As a startup founder or CEO, you need to run a lean operation which can get the promised growth fast. You have secured your round of funding; you want to get out there and make the most of the plans that you have outlined and secured an approval. But, we have also seen how yesteryear unicorns are going through markdowns or downrounds.
You want to make sure that your marketing is geared for delivering the growth, develops and executes programs which run fast and have the most impact.
Find below the ways by which you can keep your marketing team and programs, lean and efficient.
My boss used to love asking questions. On every campaign, we used to design; he would ask ten questions. Once replied, they would lead to 10 more questions and so on. One day, I decided that I would start it as a pilot project, and we will keep answering his questions. After two months, he asked, “By the way, what happened to that X campaign?” I replied “well, we started as a pilot project and got some good learnings from it and now in a better position to answer your concerns” He paused for a while and then said “you did the right thing. Let’s go national”.
The market and the customer are the best ways to understand whether something works or not.
We can have endless boardroom discussions, but it has no comparison to the rich learnings in the market.
Gladwell makes a persuasive case through couple of high profile examples like Ted Turner and John Paulson (Big Short Fame) of how they intentionally keep the risks lower so that they increase the chances of their success. He goes on to overturn commonly held beliefs around risk and their downsides.
The article persuaded me. Here’s four reasons why?
Do you know the famous tortoise and the hare story? How did that turn out? We all know the Tortoise won. So why should you hire a hare?
Hare, tortoise! What is the relevance to your business?
Speed is the essence in the millennium. What we need are people who think agile, act agile.
Between a thinker and a person with bias for action, I will choose bias for action.
Why so? Disruption is everywhere. There is technological disruption. There is business model disruption: somewhere out there is a young guy writing an App which will substantially speed up the business, cut traditional layers and remove the cost of discovering solutions for the customers. Then there is the demographic disruption: Millennials move fast, act fast.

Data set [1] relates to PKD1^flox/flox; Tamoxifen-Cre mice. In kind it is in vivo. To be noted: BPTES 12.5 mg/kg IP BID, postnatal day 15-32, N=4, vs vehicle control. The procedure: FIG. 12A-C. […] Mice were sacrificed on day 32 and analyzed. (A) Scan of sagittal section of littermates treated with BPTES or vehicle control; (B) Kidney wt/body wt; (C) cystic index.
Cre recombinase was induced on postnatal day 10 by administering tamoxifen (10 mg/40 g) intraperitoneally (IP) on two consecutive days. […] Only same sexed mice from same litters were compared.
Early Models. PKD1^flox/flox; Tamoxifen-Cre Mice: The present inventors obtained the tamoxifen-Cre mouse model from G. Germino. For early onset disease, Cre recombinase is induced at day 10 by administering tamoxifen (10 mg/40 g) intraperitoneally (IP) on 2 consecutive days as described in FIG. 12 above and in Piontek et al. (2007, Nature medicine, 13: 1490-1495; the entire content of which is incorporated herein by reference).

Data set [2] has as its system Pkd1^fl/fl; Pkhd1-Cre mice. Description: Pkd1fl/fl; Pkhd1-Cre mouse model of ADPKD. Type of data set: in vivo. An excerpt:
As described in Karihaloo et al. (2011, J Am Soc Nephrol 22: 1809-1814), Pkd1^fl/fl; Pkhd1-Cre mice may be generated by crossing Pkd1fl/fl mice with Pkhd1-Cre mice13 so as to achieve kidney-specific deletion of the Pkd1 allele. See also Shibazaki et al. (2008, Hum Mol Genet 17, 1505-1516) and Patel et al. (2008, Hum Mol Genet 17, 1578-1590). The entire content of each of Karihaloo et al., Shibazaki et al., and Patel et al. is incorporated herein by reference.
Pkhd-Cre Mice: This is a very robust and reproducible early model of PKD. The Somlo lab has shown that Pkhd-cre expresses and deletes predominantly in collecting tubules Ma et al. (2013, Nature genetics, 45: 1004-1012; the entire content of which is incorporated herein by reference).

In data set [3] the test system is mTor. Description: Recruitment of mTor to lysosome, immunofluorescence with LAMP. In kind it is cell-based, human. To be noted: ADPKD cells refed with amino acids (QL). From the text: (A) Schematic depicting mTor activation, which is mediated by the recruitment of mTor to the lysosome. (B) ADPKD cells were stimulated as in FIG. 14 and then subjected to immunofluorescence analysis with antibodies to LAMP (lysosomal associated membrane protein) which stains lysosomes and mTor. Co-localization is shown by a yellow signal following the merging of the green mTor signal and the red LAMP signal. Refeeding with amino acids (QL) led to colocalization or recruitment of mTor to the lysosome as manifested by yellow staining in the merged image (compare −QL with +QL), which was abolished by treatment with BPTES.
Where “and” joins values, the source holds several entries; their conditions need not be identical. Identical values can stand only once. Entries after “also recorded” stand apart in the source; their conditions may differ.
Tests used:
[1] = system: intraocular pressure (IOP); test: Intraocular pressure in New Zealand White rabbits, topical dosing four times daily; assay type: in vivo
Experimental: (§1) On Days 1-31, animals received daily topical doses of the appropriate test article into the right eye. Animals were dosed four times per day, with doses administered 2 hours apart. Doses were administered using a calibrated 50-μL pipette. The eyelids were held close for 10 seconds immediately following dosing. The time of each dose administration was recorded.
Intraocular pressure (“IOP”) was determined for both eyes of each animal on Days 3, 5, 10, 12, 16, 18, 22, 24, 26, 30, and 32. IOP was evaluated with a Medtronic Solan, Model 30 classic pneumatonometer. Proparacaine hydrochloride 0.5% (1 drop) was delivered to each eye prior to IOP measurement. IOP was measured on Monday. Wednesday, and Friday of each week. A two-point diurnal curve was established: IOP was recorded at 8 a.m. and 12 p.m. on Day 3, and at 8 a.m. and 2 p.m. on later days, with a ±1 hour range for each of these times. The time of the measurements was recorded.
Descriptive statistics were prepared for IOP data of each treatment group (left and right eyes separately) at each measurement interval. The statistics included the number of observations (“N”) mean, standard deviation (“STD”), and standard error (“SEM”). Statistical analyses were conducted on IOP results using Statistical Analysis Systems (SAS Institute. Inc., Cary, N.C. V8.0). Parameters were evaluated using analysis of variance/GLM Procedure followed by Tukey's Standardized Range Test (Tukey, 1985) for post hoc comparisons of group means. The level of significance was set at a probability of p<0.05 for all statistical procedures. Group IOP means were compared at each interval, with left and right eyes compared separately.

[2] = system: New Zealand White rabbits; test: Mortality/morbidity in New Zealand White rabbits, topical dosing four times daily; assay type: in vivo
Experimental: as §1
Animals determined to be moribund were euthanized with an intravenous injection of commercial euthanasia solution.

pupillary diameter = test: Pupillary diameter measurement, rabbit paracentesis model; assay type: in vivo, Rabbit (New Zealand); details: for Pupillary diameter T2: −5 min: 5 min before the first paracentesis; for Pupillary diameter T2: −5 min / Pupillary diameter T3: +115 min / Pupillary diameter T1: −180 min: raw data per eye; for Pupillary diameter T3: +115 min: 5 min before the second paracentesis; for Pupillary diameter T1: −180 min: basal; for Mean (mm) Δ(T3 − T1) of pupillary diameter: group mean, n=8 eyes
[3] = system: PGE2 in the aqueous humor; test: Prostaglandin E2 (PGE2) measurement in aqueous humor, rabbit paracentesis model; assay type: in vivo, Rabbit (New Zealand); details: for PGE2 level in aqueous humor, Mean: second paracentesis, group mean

Whether you like it or not, you need to hire people who have agility. People who are willing to speed up your product or service delivery. Your customers will absolutely love it if you deliver faster than last month and last year. Your business will love it if profits come faster than last month and last year. Your employees will love it if business grows faster than last month and last year.
If you hire a tortoise, chances of his becoming a hare is rather low. There will be enough tortoises in the organization who will balance the need for speed with making sure that the hare is running in the right direction.
You are the leader of the business and the team and hence, you obviously own the results. And everything which happens between now and the results. But does your team own the business?
Why does this matter?
Are your employees coming to the office just to collect the paycheck? Then there is a serious problem. If the job, for them, means a vehicle to get a “bigger” or “better paying” job somewhere else, then, there is a problem. When someone says “I just follow instructions. If something goes wrong, it’s my boss’ problem” there is a serious problem.
When you own the business as if it is your own, you don’t wait for instructions. You are always on the lookout for opportunities. You will always want to be one step ahead of the competition.
We all know the story of Thomas Edison and how he made 1000 trials before he got it right and made the light bulb. Once a journalist asked him “what do you have to say about the 999 times you failed? Edison answered, “I learnt 999 ways Not to make a lightbulb.”
We know that Edison was a very shrewd businessman too.
What does this example mean to you?
For me, it shows the importance of a testing mindset. It shows the need to accept failures as a learning ground.
What happens if we don’t? A board room turns into a contest of blames rather than a hotbed of ideas.